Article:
“I may be over-committing myself, but we’ll soon see,” I told my suitemates in August after submitting an application to a third student-led organization. College classes had just begun — I was still secretly using my phone’s GPS to find the buildings — but already I’d been bombarded with countless emails and face-to-face appeals to apply to X, Y and Z extracurricular opportunity. The world was my oyster — or so it seemed.
According to the Yale College website, there are more than 500 active organizations on campus. With so many possibilities, it can be difficult to choose which ones to pursue. And student organizations don’t really make the choice any easier. In fact, their recruitment process often misleads freshmen and encourages us to chase after activities that only have limited spots available.
At the illustrious freshman extracurricular bazaar, student representatives from the whole spectrum of clubs rush to your side to explain the appeal of their group, and why you would be the perfect fit. After the bazaar, clubs hold information sessions tempting students with bribes like Insomnia Cookies and Yorkside pizza.
But after we are courted with food and encouraging words, we are required to fill out those dreaded applications. Since freshmen in August are already overwhelmed with meetings and settling into a new environment, it becomes necessary to choose within a few short weeks which activities are worth the precious time required to finish the application process.
After investing time and energy into the selection process for several clubs, I received multiple form-letter rejections. Obviously, competition is stiff when the majority of candidates are qualified: I was aware of this reality. However, I still couldn’t help but feel disappointed. Various members of the clubs that rejected me had spent weeks urging me to apply — and they hadn’t been entirely clear about their degree of exclusivity.
I felt bamboozled. How many spots were available in each group? How many students apply for the positions? This information is not available to a doe-eyed freshman eager to get involved. In retrospect, I may not have applied to certain organizations had I not been so strongly persuaded by their representatives. Or I may have applied to more had I known that the system resembled the college process: best cover your bases, kid.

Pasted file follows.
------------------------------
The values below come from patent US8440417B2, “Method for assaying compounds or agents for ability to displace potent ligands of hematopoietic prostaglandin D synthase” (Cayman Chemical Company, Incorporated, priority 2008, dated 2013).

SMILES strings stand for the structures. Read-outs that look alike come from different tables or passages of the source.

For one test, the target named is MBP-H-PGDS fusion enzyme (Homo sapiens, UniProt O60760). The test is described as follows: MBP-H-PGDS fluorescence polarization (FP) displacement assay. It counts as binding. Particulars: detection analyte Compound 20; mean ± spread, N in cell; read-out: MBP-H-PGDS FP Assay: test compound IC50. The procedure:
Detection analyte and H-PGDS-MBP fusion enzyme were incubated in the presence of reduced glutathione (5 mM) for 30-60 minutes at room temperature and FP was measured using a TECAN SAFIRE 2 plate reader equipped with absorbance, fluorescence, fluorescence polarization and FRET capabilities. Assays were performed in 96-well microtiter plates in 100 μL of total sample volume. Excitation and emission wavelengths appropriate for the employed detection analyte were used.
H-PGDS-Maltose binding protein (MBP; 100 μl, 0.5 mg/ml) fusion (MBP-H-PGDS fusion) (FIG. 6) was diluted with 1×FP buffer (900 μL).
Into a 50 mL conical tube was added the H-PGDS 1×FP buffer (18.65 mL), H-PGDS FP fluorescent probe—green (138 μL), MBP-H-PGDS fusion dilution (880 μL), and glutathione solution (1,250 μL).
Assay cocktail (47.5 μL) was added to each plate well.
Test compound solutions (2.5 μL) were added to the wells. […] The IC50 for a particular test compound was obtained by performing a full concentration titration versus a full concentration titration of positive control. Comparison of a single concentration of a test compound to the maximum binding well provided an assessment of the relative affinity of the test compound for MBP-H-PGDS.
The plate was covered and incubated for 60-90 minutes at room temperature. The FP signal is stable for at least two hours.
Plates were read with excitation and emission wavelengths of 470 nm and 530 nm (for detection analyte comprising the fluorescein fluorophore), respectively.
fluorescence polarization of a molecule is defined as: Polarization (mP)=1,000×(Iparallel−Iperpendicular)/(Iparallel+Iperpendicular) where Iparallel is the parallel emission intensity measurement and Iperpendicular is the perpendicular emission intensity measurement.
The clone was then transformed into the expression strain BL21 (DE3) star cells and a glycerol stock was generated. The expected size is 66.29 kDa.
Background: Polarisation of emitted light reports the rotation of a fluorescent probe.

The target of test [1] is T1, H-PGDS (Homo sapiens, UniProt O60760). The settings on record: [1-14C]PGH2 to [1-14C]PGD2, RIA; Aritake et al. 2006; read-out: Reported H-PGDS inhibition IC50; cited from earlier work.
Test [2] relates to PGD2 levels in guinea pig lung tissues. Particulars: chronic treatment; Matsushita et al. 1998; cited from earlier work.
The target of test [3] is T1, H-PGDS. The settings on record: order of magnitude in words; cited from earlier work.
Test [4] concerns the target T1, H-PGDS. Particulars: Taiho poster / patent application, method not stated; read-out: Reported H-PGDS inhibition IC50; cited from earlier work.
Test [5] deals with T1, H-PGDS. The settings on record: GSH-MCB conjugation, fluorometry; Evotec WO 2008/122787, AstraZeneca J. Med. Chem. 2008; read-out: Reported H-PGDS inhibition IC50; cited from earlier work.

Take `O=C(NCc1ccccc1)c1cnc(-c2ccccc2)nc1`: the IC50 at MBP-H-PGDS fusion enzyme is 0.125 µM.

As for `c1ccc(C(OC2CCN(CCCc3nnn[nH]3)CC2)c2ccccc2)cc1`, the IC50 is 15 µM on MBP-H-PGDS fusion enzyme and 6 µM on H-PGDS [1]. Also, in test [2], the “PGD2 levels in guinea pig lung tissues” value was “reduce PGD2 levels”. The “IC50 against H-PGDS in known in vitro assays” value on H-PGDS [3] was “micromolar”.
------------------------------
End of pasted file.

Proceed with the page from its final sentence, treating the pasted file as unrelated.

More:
As the weeks passed, I took small comfort in the realization that many of my friends experienced the same frustration. I figured that this is something a Yalie learns as she or he moves through the system and then eventually joins some non-exclusive extracurricular groups instead.
A couple of months later, a new round of emails began to flood my inbox: winter and spring break trips. One in particular caught my attention, as it was right up my alley. I seemed the perfect candidate with loads of experience in the field. So I went through the process again, but this time I felt ready. My application was dead-on, and I was confident during the interview. At the end of our discussion, the students asked if I had any final questions.
“Yes,” I responded. “How many people will get to go on the trip?” The two trip leaders paused for a moment, then replied, “Eight to 10, including ourselves.” Wait, what? Seriously?
When Yalies fill hundreds of inboxes with ebullient emails, it’s not difficult to predict the number of replies they’ll receive (hint: It’s more than eight to 10). It’s understandable that selective clubs and trips want a range of people to choose from, but at what volume does it become a waste of time and resources — both for the applicants and the recruiters?
Extracurricular clubs, organizations and trips should be more explicit about the application process not only to save freshmen the disillusionment, but also to shrink the pool to students who are truly passionate about the cause. I’m not suggesting clubs should stop holding information sessions or that representatives shouldn’t encourage newbies to get involved. I’m advocating for transparency — and an honest approach.
Sarah Sutphin is a freshman in Jonathan Edwards College. Contact her at email@example.com.